March 17, 2016
By George Friedman
Primary elections lend weight to political extremes.
The charm of democracy is the graciousness with which the loser accepts defeat. It is a pretty rare charm. It is particularly interesting to watch when some people, who support democracy absolutely, condemn the electorate for choosing someone who they believe would undermine democracy, or at least their understanding of it. They think: in a democratic society, all reasonable people will think like me. And if someone they detest is elected, then the election must have been corrupted in some way and the winner must be some kind of monster.
The taste in monsters varies. In the 1950s, whoever was disliked by Joseph McCarthy and his followers was a communist. General George W. Marshall, who commanded the U.S. Army during World War II and later served as secretary of state did things McCarthy disapproved of. Therefore, he was a communist. Today, the monster of choice is the fascists. Whomever liberals dislike is a fascist and his election would be a catastrophe. If such an individual was elected, it would prove that democracy is already lost beyond hope.
Donald Trump has won some primaries. He has not yet won the Republican nomination and is far from winning the presidency, but his behavior and values have so offended some people that he has already been declared a fascist. Please bear in mind that if given the chance I will not vote for him. But for me, a fascist is Adolf Hitler or Benito Mussolini. To call Trump a fascist reduces the meaning of fascism’s horror to the level of farce. Fascism is a systematic theory of government. It is not clear that Trump has a theory of government, or that, his operatic style not withstanding, his understanding of government is all that peculiar. But it is clear that by any historical standard with meaning, whatever he is, he is not a fascist.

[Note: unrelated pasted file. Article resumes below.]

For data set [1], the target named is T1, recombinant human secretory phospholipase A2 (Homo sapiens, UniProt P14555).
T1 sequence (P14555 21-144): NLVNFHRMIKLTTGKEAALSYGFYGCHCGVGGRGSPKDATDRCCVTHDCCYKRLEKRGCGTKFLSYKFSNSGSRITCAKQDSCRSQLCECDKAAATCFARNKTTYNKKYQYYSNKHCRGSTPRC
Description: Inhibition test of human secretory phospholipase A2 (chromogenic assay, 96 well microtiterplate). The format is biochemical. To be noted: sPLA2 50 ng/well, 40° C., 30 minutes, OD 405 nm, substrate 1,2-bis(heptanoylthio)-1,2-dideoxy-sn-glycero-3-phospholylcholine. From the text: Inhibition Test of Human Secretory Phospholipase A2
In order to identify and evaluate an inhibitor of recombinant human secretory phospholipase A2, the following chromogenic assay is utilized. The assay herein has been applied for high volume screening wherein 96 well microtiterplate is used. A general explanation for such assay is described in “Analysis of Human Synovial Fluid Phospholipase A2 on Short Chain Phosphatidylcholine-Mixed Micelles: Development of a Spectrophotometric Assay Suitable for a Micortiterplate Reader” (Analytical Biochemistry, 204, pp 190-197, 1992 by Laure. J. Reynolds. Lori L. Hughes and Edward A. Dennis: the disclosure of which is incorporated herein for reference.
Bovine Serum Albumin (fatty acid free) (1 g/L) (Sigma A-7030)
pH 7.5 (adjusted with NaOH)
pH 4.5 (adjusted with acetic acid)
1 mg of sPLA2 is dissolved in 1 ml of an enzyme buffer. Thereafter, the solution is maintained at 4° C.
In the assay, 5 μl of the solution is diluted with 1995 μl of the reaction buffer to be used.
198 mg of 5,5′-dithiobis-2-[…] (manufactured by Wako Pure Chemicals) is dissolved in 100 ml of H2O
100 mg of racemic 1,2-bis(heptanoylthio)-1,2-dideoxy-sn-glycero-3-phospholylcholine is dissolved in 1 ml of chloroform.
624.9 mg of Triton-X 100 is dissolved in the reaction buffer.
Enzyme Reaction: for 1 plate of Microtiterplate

Trump offered himself as a candidate in the primary system that governs the election of most presidential candidates. He won a large number of delegates to this point. If he had lost, there is no evidence he would have attempted a putsch. John Boehner suggested today that Speaker of the House Paul Ryan should offer himself as a candidate for president and – without running in most, if any, of the primaries – go to the convention and try to cobble together enough deals to block Trump. Now, there is nothing at all illegal in this, but it runs counter to the hyper-democratic political culture that has dominated the United States since the progressives introduced the concept of primary elections early in the 20th century, which became the norm after the Watergate scandal.
Watergate drove the final nail into the coffin of the national convention as the arena where the party bosses – mostly elected governors and senators – selected the candidate. Dwight Eisenhower, FDR, Abraham Lincoln and the rest were all selected by this method. But there emerged a growing movement that held this to be anti-democratic. Although the political parties are never conceived of or mentioned in the Constitution (and a political party is really a private organization that can put forward whatever candidate it chooses by whatever means it likes), the reforms turned the Republican and Democratic parties into public institutions expected to choose their candidates by certain prescribed means. In most states this means an election, the primary, in which selected delegates to the convention pledge to vote for the winning candidate, at least on the first ballot, if multiple rounds of voting occur. In some states it means a caucus method, which is too odd to describe here, but serves the same purpose.